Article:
Governance for mashups considers the role of mashups and how they are managed. Given that mashup are made up of services, and may indeed become services themselves, the organization must now manage these services across the entire lifecycle, from inception through analysis, design, construction, testing, deployment and production execution, as with any service or process contained within a SOA. Thus, at each stage, certain rules or policies must be carried out. This means selecting, building, and maintaining a registry, repository, policy enforcement, and governance rules engine that is mashup-aware. Moreover, mashups, albeit quick and dirty in some instances, may need life-cycle management as well.

Security for mashups is critical, considering that you’re looking to leverage interfaces, content, and services you did not create nor do on your own. As such, you could find that your innocent-looking AJAX interface that you mash up with your customer data is actually sending your customer data to some remote server, and thus compromising your customer list and your business. Care must be taken to implement a well-thought-out and systemic security policy and technology layer that will protect the value of your mashup platform. This should mesh with your SOA security, or become an extension to it.

Deployment for mashups means that you’ve selected the proper enabling technology and standards. Clearly, AJAX is popular for interfaces, but is not always a fit for all enterprises. Moreover, how will the technology link to the governance and security plans? What are the key products you’ll leverage to support mashups within your SOA, and how will they be linked to the enabling technology solution already implemented within your SOA?

Testing for mashups means that you consider all sorts of patterns of use and create a test plan to reflect them. Care must be taken to ensure that your SOA and external “mashable” components are able to work and play well together, and that the enabling technology and standards are working up to expectations. The test plan should be linked with design, governance, and security, and you must consider the technology employed as well. In essence, you’re testing a development platform with all of its supporting components.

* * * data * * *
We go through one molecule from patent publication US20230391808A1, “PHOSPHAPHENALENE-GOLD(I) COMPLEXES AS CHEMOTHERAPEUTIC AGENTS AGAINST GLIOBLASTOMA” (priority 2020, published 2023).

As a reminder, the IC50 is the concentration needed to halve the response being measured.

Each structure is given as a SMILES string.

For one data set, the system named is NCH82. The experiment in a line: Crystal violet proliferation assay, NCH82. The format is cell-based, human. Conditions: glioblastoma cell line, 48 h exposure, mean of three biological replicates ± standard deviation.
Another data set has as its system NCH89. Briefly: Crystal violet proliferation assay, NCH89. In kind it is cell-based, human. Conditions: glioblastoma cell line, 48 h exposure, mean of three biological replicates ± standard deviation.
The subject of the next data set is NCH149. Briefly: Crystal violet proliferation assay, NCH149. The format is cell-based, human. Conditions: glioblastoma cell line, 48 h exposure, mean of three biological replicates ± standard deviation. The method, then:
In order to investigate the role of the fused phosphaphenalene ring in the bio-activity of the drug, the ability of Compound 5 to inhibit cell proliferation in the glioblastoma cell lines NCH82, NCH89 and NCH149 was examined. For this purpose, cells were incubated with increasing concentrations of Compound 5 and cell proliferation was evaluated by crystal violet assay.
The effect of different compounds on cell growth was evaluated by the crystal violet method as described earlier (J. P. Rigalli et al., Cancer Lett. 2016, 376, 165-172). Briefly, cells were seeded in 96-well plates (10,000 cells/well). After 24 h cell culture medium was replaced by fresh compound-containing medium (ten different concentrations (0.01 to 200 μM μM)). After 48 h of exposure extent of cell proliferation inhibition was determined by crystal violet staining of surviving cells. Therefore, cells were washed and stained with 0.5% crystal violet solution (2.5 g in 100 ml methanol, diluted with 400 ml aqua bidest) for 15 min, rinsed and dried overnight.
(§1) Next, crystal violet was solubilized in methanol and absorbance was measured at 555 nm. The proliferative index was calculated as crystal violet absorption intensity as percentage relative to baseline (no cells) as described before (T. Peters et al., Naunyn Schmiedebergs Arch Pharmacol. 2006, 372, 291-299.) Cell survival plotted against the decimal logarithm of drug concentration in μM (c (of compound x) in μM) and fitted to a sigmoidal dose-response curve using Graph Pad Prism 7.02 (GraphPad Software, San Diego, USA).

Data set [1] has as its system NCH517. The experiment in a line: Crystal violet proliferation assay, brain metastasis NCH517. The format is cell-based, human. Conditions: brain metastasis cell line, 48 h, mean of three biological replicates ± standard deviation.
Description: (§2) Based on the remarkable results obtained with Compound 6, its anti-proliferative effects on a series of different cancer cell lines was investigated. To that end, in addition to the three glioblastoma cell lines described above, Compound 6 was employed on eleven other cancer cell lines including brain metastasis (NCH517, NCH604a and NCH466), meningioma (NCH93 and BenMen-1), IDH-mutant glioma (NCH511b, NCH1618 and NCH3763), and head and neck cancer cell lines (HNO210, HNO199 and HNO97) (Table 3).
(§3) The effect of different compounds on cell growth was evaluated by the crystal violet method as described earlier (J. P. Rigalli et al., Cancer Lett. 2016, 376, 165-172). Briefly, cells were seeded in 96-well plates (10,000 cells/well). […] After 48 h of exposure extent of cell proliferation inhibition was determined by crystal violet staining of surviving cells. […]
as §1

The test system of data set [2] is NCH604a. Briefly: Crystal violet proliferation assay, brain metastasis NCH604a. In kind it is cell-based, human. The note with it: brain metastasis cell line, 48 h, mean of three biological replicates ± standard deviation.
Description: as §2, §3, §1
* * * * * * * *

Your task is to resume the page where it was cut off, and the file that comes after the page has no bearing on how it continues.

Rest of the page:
More Stories By David Linthicum

David Linthicum is the Chief Cloud Strategy Officer at Deloitte Consulting, and was just named the #1 cloud influencer via a recent major report by Apollo Research. He is a cloud computing thought leader, executive, consultant, author, and speaker. He has been a CTO five times for both public and private companies, and a CEO two times in the last 25 years.

Few individuals are true giants of cloud computing, but David's achievements, reputation, and stellar leadership has earned him a lofty position within the industry. It's not just that he is a top thought leader in the cloud computing universe, but he is often the visionary that the wider media invites to offer its readers, listeners and viewers a peek inside the technology that is reshaping businesses every day.

With more than 13 books on computing, more than 5,000 published articles, more than 500 conference presentations and numerous appearances on radio and TV programs, he has spent the last 20 years leading, showing, and teaching businesses how to use resources more productively and innovate constantly. He has expanded the vision of both startups and established corporations as to what is possible and achievable.

David is a Gigaom research analyst and writes prolifically for InfoWorld as a cloud computing blogger. He also is a contributor to “IEEE Cloud Computing,” Tech Target’s SearchCloud and SearchAWS, as well as is quoted in major business publications including Forbes, Business Week, The Wall Street Journal, and the LA Times. David has appeared on NPR several times as a computing industry commentator, and does a weekly podcast on cloud computing.